Emily Dickinson, the reclused poet

Emiliy Dickinson (1830-1886)
   Emily Dickinson is often regarded as the finest woman poet in American literary history. Although she seldom left her home and saw few people, she recorded in her poetry "each ecstatic instant" of the life of her imagination. Her poems are short, often witty, and highly original in thought and technique. Their unconventional grammar and rhymes and their ability to capture subtleties and intensities of mood have greatly influenced modern poetry.

   The Dickinson family was dominated by the strong personality of Em­ily's father, who was a prominent lawyer, a Congressman, and the treasurer of Amherst College. Neither Emily nor her sister married. Both devoted themselves to caring for their father and, after his death, for their invalid mother. Emily had more than the usual for­mal education for a girl of her day, studying at Amherst Academy and, for a year, at South Hadley Female Seminary (now Mount Holyoke College).

   In 1854, Miss Dickinson visited Washington and, on her way home, stopped in Philadelphia. There she met a minister, Charles Wadsworth, about whom she probably wrote her love poetry. However, he was happily married, and it seems unlikely that he returned her love. She went back to Amherst and gradually withdrew almost completely from society. The rest of her life was spent in caring for her home and garden and writing poetry.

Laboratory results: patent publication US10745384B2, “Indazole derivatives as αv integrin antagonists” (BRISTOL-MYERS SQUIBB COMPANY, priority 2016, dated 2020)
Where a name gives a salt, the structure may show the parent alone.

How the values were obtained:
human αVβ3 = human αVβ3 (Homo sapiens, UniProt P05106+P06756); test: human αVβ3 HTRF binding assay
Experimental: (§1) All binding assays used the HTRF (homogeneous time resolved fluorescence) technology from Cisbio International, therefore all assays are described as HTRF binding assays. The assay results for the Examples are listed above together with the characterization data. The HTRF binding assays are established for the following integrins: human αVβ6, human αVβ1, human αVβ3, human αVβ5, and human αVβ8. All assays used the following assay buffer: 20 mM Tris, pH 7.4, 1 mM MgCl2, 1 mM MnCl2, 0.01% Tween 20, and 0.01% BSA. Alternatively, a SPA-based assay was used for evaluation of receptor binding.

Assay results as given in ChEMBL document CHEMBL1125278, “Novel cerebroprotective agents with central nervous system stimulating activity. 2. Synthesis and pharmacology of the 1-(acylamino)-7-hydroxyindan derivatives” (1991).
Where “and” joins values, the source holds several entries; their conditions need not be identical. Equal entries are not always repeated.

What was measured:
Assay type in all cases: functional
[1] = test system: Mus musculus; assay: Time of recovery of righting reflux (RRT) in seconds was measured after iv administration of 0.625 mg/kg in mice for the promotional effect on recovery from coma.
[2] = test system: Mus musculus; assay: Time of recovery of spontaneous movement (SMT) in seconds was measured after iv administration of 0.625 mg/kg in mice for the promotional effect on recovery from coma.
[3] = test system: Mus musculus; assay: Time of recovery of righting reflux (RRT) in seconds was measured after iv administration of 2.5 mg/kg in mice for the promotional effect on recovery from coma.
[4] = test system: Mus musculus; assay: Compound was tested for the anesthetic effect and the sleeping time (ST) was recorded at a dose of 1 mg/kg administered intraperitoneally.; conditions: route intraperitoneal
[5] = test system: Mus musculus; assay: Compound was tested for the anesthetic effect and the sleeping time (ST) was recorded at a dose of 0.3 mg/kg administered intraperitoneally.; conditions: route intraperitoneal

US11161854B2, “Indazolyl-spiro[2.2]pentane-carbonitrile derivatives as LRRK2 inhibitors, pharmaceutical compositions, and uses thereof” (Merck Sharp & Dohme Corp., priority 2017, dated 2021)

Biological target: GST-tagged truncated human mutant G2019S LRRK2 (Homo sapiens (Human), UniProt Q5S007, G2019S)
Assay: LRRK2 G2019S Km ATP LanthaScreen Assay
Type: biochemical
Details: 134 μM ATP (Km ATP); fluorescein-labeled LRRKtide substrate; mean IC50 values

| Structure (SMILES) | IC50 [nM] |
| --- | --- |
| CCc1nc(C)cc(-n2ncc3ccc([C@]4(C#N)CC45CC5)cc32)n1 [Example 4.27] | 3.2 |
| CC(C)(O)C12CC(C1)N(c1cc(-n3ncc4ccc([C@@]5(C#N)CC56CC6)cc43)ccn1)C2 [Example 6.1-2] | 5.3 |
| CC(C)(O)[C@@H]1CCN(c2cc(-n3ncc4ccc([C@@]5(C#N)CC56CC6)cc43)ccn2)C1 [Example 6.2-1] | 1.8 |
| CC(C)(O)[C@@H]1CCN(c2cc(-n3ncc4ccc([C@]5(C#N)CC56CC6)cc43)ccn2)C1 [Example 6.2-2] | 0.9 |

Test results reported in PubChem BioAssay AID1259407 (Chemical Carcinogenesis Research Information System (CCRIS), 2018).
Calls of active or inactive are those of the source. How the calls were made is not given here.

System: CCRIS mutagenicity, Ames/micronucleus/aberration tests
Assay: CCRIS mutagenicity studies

Only seven of Miss Dickinson's poems were pub­lished during her lifetime, none of them with her permission. Since she insisted on complete privacy, her family was unaware of the great number of poems she was writing. About 900 poems were discovered immediately after her death, and despite her request that they be destroyed, half of them were published between 1890 and 1896. Other discoveries followed, but a comprehensive edition of 1,775 poems and fragments was not published until 1955. Miss Dickinson is especially noted for her skill in writing short poems. In several of her poems, she wrote of the joys of solitude and contemplation. However, Miss Dickinson also dealt with the greatest themes of poetry and philosophy; love, nature, death, and faith. Although her life was confined and uneventful, Miss Dickinson's poems reveal a free, inventive, and profound spirit.